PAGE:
By Alan Prendergast
By Michael Roberts
By Michael Roberts
By Amber Taufen
By Patricia Calhoun
By William Breathes
By Michael Roberts
By Melanie Asmar
In some ways, assistant brand manager Demlow says, Coors asked for trouble by promoting the drink so heavily at the start. "All the hype that bordered around Zima when it was first introduced and the instant celebrity status Zima took on totally fed into people not wanting to accept it," she theorizes. "In America, when something becomes a hot topic of conversation and also is so visible yet shrouded in mystery like Zima was, people tend to say that they don't want to be a part of it. Here's where that self-directed individualism comes into play: `You know what you want and what you like to drink, so none of this is an issue for you.'
"I think everyone was waiting for Zima to fail," she continues. "Everyone wanted it to be a fad. They thought it was going to bomb, but it continues to exist and thrive. At this point, we're kind of like, leave the little thing alone; it's only an alcoholic beverage."
Even if its maker keeps insisting it's a "unique" alcohol beverage. "It's important not to try to be all things to all consumers," Rabschnuck adds. "That's when you get ridiculed, when you try to market something to someone who has rejected your product. If they say it's too light or too sweet or it looks too pretty and they're not going to hold it in their hand at a bar, then don't go after that guy anymore. Let him have his Sam Adams."
And then, of course, there was that early advertising. Foote, Cone & Belding admits it may share some of the blame for Zima's image problem. The initial ad campaign featured comedian Roger Kabler with his goofy hat and Z-speak that was entertaining for about a nanosecond. "With Roger, we wanted someone who was going to be different from what you see in general beer advertising," Rabschnuck says. "We wanted someone fun and kind of funny and a little bit quirky. This wasn't a person who you would meet at parties, but he could definitely be a Web guy. We wanted a person who was going to make an impression on you, tell you about something new and then move aside to let you try things for yourself. The intention with Roger was definitely to make him out of the ordinary, but we are guilty of overdoing it, because it went from different and unique to being eccentric and weird."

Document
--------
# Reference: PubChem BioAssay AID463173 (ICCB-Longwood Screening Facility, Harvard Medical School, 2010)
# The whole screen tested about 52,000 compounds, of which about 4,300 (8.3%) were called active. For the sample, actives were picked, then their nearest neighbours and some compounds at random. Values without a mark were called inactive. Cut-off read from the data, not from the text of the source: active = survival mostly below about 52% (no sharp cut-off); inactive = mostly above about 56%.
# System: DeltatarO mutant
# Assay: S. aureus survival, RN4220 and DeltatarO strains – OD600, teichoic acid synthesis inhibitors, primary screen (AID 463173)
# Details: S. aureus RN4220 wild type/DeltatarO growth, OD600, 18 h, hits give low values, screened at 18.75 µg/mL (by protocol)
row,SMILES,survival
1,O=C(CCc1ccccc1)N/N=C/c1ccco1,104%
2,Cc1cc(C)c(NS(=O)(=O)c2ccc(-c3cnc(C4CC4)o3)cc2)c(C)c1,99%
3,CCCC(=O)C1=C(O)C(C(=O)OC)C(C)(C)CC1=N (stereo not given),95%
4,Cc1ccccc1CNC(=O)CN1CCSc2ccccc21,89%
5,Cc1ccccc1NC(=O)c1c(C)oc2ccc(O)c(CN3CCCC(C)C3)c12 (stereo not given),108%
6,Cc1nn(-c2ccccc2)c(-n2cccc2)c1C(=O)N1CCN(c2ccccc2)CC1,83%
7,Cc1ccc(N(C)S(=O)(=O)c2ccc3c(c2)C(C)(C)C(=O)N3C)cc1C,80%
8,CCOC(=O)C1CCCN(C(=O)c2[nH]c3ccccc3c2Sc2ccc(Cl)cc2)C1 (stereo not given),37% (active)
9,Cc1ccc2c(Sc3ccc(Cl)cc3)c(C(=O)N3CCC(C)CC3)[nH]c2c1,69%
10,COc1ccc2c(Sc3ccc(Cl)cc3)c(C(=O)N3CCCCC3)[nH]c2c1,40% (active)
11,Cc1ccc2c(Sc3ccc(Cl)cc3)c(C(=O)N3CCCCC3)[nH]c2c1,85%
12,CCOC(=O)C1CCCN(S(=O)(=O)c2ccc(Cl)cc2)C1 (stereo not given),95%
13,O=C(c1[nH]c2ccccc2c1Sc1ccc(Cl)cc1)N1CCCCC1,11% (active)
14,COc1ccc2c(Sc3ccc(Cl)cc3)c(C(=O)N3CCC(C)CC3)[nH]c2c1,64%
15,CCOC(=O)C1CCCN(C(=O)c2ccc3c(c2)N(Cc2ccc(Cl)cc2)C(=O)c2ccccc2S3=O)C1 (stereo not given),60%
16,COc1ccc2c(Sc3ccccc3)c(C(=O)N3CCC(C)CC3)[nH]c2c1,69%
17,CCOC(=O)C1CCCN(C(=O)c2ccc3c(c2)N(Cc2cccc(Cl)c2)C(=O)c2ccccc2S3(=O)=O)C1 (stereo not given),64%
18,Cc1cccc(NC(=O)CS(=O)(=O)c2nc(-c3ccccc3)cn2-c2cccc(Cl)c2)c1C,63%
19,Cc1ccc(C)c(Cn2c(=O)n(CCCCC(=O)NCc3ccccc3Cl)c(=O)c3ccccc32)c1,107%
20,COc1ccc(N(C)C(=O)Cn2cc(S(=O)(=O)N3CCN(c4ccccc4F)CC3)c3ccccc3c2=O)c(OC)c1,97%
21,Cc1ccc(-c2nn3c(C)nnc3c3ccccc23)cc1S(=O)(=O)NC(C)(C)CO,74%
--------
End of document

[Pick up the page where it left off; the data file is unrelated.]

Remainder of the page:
And the butt of lots of Letterman jokes.
In the beginning, Rabschnuck says, getting all that publicity from Letterman was an unexpected boost. "But then some people on the public-relations end may have misread the whole thing and encouraged Letterman by sending him cases of Zima," he admits. "And not all publicity is good publicity. Just ask Hugh Grant. I'm sure in spite of all the media coverage he received, he would have loved for that whole mess not to have happened.
"My latest idea was for Grant to be a spokesperson for Zima, and I was only half kidding."
As far as Demlow is concerned, though, all that attention was nothing but good for Zima. "Why not let Dave jab us?" she says. "Let's just sit back here in Golden and have the top-rated talk-show host in the country incorporate us into his routine. It was quite an honor to be part of the show."
According to Letterman's home office in New York City--not Sioux City, Iowa--the jabs at Zima were nothing personal. Letterman's goal, a spokesperson says, is simply to make people laugh. Once a joke loses its punch, the show gives it a rest.
Maybe that's why no one's heard a zinger about Zima lately.
From "The Top Ten Santa Pick-up Lines." Number 6: Buy you a Zima?
From the beginning, one of the most frequently heard complaints about Zima was that it was too light and too soft for real men who want their booze to pack a kick. "A whole bunch of people who tried Zima said that they liked the concept of a clear malt beverage but didn't like the taste of this product," brand manager Lee says. "They wanted something that had a much stronger taste. So we listened to them and created a product that was oriented to people who like darker, stronger goods, and that's how Zima Gold was born."
Zima Gold was stronger than Zima (5.4 percent alcohol by volume, instead of 4.7 percent) and bolder (colors of crimson, gold and black rather than blue and silver); the target market was men between the ages of 21 and 34. "Gold is a much more polarized product," Demlow says. "We wanted to attract some of the younger guys who drink heavier-flavored products. We had a lot of trial from Zima drinkers who weren't excited about Gold's flavor, and that has a lot to do with the fact that if they are drinking Zima, which is light and clear, and then they try Zima Gold, which is more like a dark-based distilled spirit like a bourbon, they're not going to say both taste fabulous. I guess some guys just like their beer too much."